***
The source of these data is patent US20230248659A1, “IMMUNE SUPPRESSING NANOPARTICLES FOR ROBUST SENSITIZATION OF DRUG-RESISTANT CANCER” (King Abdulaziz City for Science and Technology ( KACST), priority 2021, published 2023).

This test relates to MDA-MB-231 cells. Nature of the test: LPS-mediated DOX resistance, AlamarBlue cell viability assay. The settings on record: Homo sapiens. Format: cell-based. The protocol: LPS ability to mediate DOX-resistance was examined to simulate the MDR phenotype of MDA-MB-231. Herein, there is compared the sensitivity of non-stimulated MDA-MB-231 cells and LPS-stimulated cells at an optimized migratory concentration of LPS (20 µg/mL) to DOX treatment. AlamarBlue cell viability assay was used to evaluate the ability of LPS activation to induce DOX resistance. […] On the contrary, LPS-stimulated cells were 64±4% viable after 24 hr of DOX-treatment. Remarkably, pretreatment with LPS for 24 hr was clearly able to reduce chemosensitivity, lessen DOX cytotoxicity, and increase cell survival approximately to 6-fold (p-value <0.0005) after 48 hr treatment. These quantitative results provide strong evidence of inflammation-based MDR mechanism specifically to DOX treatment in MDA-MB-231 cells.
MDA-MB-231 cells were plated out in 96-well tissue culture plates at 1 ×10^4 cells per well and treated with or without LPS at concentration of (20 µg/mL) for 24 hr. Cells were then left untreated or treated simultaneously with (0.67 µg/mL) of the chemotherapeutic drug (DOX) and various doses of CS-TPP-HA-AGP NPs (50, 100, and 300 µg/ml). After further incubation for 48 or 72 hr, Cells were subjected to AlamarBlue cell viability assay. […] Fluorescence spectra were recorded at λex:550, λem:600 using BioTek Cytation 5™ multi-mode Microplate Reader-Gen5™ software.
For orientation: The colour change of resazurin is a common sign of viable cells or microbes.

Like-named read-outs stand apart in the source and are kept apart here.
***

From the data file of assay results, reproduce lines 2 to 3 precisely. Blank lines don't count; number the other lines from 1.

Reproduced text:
This test relates to MDA-MB-231 cells. Nature of the test: LPS-mediated DOX resistance, AlamarBlue cell viability assay. The settings on record: Homo sapiens. Format: cell-based. The protocol: LPS ability to mediate DOX-resistance was examined to simulate the MDR phenotype of MDA-MB-231. Herein, there is compared the sensitivity of non-stimulated MDA-MB-231 cells and LPS-stimulated cells at an optimized migratory concentration of LPS (20 µg/mL) to DOX treatment. AlamarBlue cell viability assay was used to evaluate the ability of LPS activation to induce DOX resistance. […] On the contrary, LPS-stimulated cells were 64±4% viable after 24 hr of DOX-treatment. Remarkably, pretreatment with LPS for 24 hr was clearly able to reduce chemosensitivity, lessen DOX cytotoxicity, and increase cell survival approximately to 6-fold (p-value <0.0005) after 48 hr treatment. These quantitative results provide strong evidence of inflammation-based MDR mechanism specifically to DOX treatment in MDA-MB-231 cells.
MDA-MB-231 cells were plated out in 96-well tissue culture plates at 1 ×10^4 cells per well and treated with or without LPS at concentration of (20 µg/mL) for 24 hr. Cells were then left untreated or treated simultaneously with (0.67 µg/mL) of the chemotherapeutic drug (DOX) and various doses of CS-TPP-HA-AGP NPs (50, 100, and 300 µg/ml). After further incubation for 48 or 72 hr, Cells were subjected to AlamarBlue cell viability assay. […] Fluorescence spectra were recorded at λex:550, λem:600 using BioTek Cytation 5™ multi-mode Microplate Reader-Gen5™ software.